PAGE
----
"Imago": Stories from the Margins of Global Insect Studies, 18th to 20th Centuries

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Abstract Summary
Since Janice Neri’s magisterial book „The insect and the image“, insects and their images have been put firmly on the map of the histories of science, visual culture and education. Further studies in the field have appeared recently but we are still lacking a comprehensive account of the importance of illustration in entomological studies. Our panel brings together case studies spanning the globe from the 18th to the 20th century to show the variety in which image production was used in processes of entomological knowledge formation and dissemination. The practitioners and institutions of these processes have been largely overlooked as they were at the margins of „professional science.“ Women, non-academic illustrators, local informants and artisans as well as workshops, collections and schools played an important role but remain largely unacknowledged. At the same time, being able to draw and produce images was seen as an important step of making a career in science, universities and administration. We will use the technical term “imago” – important in entomology as one of the stages of insect development – to reflect upon the processes and changes in human-insect relationships since the 18th century. Taking a longue durée as well as global perspective, we aim to show that scientific communities consisted of a large variety of actors. As media, techniques and materials differed widely in the period under consideration, we would also like to address questions concerning the materiality of insect images as well as the diversity of media.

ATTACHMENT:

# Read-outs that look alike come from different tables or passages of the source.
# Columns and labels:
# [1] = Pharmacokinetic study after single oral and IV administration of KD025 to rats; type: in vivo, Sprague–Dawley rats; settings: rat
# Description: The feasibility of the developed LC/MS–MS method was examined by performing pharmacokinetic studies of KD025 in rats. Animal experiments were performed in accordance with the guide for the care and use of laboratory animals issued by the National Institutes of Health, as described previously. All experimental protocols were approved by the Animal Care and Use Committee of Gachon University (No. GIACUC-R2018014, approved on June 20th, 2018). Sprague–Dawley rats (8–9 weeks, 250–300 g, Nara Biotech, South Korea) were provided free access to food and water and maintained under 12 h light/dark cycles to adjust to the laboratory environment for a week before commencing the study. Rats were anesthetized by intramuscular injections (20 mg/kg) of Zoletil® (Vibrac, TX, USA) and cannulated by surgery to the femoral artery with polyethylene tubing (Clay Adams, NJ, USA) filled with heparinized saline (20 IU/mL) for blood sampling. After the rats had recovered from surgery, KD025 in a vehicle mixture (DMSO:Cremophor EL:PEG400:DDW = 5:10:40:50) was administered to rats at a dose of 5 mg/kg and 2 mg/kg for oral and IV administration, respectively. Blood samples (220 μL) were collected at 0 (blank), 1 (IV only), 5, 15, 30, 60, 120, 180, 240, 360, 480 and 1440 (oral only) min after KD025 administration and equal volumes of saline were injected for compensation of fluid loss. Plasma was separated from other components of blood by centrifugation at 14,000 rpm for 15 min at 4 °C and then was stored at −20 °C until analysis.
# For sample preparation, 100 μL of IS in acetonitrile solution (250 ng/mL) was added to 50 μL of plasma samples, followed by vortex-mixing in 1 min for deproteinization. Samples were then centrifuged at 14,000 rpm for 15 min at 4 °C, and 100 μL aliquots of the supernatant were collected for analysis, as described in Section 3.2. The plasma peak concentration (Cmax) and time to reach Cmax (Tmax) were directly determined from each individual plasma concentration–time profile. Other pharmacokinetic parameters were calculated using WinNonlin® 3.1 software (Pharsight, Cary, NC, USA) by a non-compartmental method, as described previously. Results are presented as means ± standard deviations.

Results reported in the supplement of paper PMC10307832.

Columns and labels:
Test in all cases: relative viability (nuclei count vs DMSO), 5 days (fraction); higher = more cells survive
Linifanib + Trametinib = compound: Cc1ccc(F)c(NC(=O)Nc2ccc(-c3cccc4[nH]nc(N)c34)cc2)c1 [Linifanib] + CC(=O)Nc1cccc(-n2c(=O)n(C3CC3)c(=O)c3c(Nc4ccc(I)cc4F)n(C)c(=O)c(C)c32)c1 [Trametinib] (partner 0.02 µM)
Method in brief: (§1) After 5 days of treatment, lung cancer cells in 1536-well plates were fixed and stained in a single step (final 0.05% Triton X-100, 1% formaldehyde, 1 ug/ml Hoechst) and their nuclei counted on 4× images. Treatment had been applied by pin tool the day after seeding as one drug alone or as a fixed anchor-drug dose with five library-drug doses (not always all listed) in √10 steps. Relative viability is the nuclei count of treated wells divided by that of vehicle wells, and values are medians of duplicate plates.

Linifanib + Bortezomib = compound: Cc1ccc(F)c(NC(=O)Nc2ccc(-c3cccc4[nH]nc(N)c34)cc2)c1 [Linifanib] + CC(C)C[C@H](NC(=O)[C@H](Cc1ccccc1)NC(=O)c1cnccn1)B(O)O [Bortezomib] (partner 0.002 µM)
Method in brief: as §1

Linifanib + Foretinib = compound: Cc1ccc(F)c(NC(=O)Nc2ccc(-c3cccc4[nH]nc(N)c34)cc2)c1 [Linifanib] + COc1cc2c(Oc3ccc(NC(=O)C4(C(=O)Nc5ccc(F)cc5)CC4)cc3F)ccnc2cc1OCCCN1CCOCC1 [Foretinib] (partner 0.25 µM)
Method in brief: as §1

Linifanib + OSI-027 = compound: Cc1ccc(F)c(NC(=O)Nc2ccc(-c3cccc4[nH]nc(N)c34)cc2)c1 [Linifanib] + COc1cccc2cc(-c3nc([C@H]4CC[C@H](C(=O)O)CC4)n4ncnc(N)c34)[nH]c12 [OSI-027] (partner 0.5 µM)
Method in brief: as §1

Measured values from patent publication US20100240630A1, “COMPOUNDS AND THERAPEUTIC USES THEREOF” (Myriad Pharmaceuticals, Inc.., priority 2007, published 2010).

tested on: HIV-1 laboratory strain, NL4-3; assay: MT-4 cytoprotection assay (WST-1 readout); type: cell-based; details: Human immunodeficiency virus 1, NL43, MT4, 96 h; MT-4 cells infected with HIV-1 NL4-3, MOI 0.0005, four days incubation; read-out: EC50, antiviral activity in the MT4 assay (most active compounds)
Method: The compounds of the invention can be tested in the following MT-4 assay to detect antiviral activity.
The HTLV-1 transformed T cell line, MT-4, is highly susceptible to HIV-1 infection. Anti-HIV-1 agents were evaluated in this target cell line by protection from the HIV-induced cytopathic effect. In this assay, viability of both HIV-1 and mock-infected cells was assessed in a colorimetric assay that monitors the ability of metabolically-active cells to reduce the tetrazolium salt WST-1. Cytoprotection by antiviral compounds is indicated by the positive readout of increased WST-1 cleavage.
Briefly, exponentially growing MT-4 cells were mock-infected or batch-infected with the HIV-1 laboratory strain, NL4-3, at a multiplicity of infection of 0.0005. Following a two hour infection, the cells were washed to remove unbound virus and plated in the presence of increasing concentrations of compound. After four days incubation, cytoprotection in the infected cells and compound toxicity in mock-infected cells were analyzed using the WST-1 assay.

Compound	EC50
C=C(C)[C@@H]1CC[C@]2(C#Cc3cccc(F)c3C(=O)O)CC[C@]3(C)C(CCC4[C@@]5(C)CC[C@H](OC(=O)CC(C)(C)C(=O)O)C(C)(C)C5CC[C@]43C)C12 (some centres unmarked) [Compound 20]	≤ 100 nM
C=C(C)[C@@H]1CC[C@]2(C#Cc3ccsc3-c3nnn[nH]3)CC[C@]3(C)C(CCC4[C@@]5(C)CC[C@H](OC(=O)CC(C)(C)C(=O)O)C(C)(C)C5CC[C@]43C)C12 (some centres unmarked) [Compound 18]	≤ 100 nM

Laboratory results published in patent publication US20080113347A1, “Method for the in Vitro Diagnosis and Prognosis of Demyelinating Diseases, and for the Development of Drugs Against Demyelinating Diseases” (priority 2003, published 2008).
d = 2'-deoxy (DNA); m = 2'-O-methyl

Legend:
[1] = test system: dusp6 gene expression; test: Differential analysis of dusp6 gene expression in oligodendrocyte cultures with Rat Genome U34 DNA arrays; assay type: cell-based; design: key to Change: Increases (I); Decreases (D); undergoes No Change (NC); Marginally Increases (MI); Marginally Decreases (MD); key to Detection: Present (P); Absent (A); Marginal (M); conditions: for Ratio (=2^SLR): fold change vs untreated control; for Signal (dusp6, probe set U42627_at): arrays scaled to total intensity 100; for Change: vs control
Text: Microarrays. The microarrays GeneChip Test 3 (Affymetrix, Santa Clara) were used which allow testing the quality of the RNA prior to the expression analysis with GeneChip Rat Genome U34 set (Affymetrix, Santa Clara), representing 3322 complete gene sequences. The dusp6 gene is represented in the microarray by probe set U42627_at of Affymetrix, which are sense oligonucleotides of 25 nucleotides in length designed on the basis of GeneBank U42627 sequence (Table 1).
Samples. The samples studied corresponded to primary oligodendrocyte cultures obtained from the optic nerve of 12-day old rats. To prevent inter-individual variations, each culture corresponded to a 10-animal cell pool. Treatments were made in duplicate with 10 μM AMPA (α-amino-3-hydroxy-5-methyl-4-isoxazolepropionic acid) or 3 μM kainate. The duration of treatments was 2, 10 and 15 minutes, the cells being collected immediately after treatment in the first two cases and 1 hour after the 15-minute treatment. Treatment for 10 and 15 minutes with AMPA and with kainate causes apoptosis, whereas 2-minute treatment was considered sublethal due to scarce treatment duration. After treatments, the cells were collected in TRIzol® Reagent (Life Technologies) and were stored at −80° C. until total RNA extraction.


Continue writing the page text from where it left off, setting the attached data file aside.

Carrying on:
Abstract ID :
Submission Type
Organized Session
Abstract Topic
Chronological Classification :
Cultural and cross-cultural contexts, including colonialism in general
Self-Designated Keywords :
Entomology, Illustration, Arts, Material Culture